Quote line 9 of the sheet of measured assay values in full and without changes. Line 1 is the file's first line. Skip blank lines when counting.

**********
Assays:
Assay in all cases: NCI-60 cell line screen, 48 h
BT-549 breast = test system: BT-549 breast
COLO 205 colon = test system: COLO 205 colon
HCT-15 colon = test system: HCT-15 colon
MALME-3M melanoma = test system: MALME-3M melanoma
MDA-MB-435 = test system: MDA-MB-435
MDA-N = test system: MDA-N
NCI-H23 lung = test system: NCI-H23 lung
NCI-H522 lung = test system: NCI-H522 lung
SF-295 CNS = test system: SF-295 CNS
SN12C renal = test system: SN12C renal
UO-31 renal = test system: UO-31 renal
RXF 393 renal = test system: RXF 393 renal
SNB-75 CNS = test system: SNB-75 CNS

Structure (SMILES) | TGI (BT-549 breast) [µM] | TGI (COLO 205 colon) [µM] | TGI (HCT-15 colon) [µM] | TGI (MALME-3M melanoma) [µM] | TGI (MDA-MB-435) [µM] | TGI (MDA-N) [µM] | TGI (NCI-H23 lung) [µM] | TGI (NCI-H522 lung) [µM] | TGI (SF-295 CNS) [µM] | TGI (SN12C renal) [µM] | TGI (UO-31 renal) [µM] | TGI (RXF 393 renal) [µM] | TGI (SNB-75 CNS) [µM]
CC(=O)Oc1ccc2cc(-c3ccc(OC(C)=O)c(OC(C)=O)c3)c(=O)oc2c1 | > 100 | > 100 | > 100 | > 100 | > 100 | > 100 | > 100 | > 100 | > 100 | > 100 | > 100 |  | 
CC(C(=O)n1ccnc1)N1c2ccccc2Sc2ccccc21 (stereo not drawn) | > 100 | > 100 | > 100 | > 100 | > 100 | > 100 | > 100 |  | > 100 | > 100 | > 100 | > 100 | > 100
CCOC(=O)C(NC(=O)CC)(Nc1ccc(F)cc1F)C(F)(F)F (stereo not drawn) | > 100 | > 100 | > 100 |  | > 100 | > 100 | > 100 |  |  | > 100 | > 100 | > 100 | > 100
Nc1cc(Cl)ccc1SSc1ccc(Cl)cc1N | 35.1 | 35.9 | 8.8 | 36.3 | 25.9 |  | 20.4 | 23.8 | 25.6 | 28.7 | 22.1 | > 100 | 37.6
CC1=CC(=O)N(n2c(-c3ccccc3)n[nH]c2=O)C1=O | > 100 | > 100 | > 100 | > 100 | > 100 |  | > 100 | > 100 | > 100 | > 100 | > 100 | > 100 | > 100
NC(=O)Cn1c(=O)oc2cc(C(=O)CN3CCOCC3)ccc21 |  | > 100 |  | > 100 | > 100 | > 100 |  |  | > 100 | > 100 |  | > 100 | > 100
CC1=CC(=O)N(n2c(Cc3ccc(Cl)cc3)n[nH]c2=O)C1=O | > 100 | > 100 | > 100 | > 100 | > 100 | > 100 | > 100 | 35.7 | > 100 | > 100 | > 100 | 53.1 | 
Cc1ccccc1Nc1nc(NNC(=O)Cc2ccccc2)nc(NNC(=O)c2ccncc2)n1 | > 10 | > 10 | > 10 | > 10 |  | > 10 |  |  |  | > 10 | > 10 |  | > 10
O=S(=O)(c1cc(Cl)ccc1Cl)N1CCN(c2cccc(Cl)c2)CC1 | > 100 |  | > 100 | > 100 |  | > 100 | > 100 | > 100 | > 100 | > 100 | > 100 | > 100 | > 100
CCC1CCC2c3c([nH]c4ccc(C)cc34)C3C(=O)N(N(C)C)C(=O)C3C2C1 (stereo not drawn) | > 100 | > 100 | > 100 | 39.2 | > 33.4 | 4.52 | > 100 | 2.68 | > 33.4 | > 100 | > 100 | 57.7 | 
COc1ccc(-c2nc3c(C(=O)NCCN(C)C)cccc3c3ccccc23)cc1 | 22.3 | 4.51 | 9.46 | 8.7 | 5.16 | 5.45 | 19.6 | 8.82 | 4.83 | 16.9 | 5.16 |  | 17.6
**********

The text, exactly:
NCI-H23 lung = test system: NCI-H23 lung